In order to consistently impress guests, the chefs at Hana Matsuri work closely with fish markets to procure the freshest seafood for their sashimi, nigiri, and maki creations. Once their grocery baskets are filled, they head to the kitchen to start rolling rice around interesting ingredient combinations such as the Hamachi Orange roll's mix of spicy shredded yellowtail, orange wedges, masago, jalape?o, and mango sauce. Beyond the sushi bar, the chefs create an array of hotter Japanese dishes?including steaming udon soups and teriyaki meats?for lunch and dinner.
Owned by a 15-year home-brew veteran with more than 9,000 beer recipes, Do Your Brew educates burgeoning malt mavens on all the basics of concocting brews during a hands-on introductory brewing class. Aspiring brewmasters can select from twelve brew kits, such as the Bitter Bob Bitters, a deep and big-bodied pale ale with a quick-brewing process and a satisfying result, or the Dark Roast Porter, a dark-coffee brew with rich, spicy hops and a smooth finish. Other selections include the Atbier, Black Canyon Stout, Bronco Amber Ale, Enlightened Black Ale, Gold Coast Pale Ale, Irish Red Ale, Kolsch, Nut Brown Ale, California Common Beer, and Sundown Wheat. In addition to their newly gleaned imbibing insight, beer believers can take home five gallons of beer from the resulting handcrafted batch, ideal for impressing family members or German dignitaries that randomly appear in one’s basement. Aspiring barley pop experimenters also get 10% off all home-brewing supplies and kits at Do Your Brew if they want to continue crafting hop concoctions.
In Nepalese and Indian culture, cooking is an art form whose secrets are passed down from one generation to the next. This tradition comes to life in every bite at Yak and Yeti Restaurant & Event Center. Here, gurus teach their pupils to marinate tandoori dishes such as chicken kakhmal in just the right mix of yogurt, garlic, ginger, herbs, and spices before baking them in a traditional Punjabi clay oven. They also unlock the secrets of Tibetan flavors in the thukpa, a noodle dish made with fresh vegetables and fried meat, and the momo platters, filled with the country's dumplings and a homemade chutney.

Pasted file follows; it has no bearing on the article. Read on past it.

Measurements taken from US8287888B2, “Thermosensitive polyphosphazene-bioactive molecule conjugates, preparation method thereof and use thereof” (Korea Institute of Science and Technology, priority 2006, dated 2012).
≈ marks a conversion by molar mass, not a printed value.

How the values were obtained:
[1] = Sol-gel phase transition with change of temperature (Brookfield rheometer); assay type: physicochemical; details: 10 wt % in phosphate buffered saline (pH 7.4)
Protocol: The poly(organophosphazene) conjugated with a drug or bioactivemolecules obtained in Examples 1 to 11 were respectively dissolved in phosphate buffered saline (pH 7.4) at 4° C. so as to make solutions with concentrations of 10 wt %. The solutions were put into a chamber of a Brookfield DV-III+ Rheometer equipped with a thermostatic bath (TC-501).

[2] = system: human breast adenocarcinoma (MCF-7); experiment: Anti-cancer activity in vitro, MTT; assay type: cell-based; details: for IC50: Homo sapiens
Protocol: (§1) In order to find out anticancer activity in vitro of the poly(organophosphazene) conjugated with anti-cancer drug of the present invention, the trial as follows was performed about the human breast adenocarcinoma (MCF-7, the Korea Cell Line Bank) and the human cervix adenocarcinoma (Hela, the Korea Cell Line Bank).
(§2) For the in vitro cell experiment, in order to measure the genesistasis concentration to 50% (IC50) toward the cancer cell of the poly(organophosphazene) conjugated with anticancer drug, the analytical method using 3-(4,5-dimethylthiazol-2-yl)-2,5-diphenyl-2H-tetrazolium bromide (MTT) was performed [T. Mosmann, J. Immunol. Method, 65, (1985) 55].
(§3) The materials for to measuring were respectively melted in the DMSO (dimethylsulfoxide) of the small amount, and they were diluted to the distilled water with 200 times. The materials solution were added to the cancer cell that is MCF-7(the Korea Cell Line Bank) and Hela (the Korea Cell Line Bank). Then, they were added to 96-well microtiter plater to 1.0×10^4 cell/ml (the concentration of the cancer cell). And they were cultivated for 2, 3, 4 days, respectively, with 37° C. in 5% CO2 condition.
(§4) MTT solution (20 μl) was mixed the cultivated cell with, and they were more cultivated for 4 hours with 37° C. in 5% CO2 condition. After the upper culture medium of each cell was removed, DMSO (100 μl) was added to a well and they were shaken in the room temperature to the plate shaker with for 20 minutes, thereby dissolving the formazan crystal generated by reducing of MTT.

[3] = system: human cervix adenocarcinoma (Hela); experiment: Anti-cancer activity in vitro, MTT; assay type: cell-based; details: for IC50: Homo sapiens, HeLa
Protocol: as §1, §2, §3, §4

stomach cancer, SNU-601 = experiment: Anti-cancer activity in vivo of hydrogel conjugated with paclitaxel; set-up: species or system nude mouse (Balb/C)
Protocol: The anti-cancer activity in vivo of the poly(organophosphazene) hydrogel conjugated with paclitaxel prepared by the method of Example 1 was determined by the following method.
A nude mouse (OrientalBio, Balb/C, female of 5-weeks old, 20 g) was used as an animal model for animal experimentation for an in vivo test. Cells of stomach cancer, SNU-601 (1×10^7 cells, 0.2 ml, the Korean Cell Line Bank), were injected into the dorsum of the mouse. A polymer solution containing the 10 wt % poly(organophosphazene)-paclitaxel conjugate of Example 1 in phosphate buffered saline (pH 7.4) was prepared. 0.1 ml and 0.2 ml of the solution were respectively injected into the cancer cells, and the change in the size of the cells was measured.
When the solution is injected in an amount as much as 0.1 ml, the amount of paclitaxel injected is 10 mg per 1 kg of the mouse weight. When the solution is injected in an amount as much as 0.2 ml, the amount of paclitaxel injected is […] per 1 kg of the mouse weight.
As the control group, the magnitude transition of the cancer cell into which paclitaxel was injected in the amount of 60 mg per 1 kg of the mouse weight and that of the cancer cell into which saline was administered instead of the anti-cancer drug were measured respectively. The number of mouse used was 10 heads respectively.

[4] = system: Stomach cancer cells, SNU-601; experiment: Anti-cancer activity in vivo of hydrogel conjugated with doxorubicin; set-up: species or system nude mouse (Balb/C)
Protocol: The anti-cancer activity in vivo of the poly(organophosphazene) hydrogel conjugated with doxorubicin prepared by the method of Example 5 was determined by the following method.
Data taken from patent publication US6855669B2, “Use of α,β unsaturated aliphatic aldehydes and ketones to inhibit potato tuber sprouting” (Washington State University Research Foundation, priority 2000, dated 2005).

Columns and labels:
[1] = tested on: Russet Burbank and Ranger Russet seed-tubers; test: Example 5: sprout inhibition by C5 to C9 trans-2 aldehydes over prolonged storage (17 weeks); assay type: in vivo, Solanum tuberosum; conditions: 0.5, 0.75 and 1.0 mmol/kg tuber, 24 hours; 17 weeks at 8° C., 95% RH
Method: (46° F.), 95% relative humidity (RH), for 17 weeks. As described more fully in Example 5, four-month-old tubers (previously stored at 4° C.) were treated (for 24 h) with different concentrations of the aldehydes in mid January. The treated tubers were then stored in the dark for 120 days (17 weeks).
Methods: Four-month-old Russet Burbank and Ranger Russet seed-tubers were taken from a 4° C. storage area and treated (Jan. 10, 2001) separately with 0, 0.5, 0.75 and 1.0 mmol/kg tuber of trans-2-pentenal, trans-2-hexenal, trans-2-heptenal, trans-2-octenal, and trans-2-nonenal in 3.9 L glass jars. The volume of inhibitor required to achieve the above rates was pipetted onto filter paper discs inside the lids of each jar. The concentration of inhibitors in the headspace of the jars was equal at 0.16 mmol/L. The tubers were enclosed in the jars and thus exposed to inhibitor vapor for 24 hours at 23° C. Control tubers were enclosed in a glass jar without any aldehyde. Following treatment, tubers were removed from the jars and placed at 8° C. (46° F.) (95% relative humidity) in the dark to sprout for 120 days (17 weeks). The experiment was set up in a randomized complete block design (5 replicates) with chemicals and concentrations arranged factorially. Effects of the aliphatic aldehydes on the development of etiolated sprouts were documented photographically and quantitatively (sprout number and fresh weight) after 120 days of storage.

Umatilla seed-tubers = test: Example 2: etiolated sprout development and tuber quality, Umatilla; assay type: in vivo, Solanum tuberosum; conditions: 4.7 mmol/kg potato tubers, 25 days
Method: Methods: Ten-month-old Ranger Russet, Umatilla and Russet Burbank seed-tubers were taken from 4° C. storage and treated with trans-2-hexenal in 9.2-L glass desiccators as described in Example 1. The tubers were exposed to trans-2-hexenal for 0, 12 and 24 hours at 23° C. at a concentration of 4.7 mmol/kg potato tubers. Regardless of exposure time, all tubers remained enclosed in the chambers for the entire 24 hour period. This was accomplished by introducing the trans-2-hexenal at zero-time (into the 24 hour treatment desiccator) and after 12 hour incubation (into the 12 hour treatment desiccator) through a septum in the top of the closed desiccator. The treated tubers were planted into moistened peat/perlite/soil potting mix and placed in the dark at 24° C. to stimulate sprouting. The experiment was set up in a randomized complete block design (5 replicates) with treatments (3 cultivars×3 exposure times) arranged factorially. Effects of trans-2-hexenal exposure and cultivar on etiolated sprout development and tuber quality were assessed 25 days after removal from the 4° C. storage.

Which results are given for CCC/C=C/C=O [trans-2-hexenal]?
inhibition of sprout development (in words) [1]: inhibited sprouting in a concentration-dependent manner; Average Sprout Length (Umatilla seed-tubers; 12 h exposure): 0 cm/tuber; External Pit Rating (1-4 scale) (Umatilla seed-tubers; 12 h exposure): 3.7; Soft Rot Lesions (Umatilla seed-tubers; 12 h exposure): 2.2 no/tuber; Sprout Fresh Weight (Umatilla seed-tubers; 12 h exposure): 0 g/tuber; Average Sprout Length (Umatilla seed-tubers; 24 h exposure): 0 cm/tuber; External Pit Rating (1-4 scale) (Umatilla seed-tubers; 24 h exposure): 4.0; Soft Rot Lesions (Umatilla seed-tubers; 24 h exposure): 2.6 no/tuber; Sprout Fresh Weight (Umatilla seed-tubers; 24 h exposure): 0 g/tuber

The brewery, meanwhile, has its own traditions. Brewmaster Adam Draeger's award-winning elixirs play with beer's rich history. From a chai milk stout flavored with Yak and Yeti’s own blend of spices to the LoonyToon Tripel that gets its rich taste from a special strain of yeast, Draeger's brews incorporate influences from around the globe. And even the brewery itself is steeped in tradition: the former home has passed from family to family for generations, picking up stories, rumored ghosts, and obstinately squeaky floorboards along the way.
Smashburger isn't just the name—it's the way chefs, otherwise known as Burger Smashers, cook every burger. First, they form never-frozen, 100% Certified Angus Beef into a giant meatball. Then they season it, place it on a butter-glazed grill, and smash it into a patty. The process caramelizes the beef, locking in flavor while keeping the meat juicy and tender. Each slab is then sandwiched in an artisan bun and is turned into one of an array of standard burgers or locally inspired specialties unique to each market.
This handcrafting approach typifies everything else the restaurant does, from blending handspun shakes to hand painting Smashburger's logo onto every beverage cup. Letting its food stand for itself and relying mostly on word of mouth for advertising, the Smashburger franchise expanded from one restaurant in 2007 to 220 today, with its swift growth from zero to 100 stores making it one of the nation's fastest-growing restaurant companies. This rapid development even caught the attention of Forbes and Inc. along the way.